Your healthcare professional may also ask you if you’re soaking through your pads and tampons, requiring you to change them due to being completely saturated every four hours or less over several hours.
But since the absorbency of different products varies vastly, a more accurate measurement is to use a period cup or disc that captures all your menstrual fluid. Those using pads, tampons, and period underwear could also weigh the product before use and again when changing it over four days; if the total weight exceeds 75-80 ml, it may indicate a concern worth discussing with a healthcare provider.
It also helps to track your period and record other qualities as well, including color, smell, cramps, and other observations. It's essential to remember that menstruation is highly individual, and any concerns should always be addressed by a medical professional.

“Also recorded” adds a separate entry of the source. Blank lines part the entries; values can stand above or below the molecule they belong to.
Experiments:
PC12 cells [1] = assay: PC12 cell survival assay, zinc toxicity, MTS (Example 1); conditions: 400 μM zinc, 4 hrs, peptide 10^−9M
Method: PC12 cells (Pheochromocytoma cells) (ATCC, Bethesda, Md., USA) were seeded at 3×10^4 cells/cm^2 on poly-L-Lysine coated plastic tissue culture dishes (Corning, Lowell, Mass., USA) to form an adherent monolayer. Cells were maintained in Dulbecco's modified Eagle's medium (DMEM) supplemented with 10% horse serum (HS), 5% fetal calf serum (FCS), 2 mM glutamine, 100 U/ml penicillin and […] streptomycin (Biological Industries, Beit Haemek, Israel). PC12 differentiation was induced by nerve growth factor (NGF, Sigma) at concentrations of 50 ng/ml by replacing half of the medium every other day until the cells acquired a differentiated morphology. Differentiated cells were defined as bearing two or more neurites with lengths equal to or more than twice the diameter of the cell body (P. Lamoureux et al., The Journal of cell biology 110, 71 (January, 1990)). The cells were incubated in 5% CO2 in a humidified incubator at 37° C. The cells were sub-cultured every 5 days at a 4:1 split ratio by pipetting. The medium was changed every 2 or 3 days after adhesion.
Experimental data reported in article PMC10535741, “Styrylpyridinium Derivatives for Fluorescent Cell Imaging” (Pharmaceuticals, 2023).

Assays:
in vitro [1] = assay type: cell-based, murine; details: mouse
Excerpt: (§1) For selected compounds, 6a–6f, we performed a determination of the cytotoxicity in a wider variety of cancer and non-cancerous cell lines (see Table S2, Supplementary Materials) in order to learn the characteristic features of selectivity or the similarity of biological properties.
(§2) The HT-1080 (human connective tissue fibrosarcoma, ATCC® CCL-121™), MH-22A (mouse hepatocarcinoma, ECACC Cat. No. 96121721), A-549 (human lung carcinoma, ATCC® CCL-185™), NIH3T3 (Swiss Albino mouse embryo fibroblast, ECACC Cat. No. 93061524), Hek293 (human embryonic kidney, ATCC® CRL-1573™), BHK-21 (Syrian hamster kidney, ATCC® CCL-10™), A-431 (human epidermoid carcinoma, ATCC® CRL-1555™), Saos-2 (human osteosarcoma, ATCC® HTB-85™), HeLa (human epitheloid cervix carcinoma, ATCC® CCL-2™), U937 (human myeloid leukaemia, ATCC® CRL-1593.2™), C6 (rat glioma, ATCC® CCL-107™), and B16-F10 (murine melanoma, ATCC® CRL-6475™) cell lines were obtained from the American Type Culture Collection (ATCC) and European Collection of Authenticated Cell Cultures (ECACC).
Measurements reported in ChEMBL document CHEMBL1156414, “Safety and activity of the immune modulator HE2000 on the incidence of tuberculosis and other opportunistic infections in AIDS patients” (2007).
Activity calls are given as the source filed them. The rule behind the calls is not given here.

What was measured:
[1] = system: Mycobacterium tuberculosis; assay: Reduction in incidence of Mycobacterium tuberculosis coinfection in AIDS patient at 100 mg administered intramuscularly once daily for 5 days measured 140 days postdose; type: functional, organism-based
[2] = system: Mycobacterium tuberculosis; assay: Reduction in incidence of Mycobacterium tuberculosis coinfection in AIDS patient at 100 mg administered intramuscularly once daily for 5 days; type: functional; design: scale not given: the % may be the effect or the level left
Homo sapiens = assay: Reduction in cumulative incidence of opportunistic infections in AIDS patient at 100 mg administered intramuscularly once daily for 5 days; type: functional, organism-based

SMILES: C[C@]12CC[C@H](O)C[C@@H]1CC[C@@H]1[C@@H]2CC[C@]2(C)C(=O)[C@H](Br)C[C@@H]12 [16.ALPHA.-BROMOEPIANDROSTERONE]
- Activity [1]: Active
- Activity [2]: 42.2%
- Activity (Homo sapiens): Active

While the recent study has drawn attention to the inaccuracies of the PBAC chart and the potential benefits of using menstrual blood in testing, it’s important to consider alternative approaches. Instead of using real blood, let's embrace synthetic materials that already exist, offering more variety of conditions for testing. No chart or test can fully account for the diverse range of menstrual experiences. Personal preferences will always play a significant role in choosing the right menstrual product. The study's critical perspective challenges us to rethink our methods and strive for more accurate and compassionate menstrual health research. In the meantime, let’s keep the conversation going and break down more menstrual stigmas!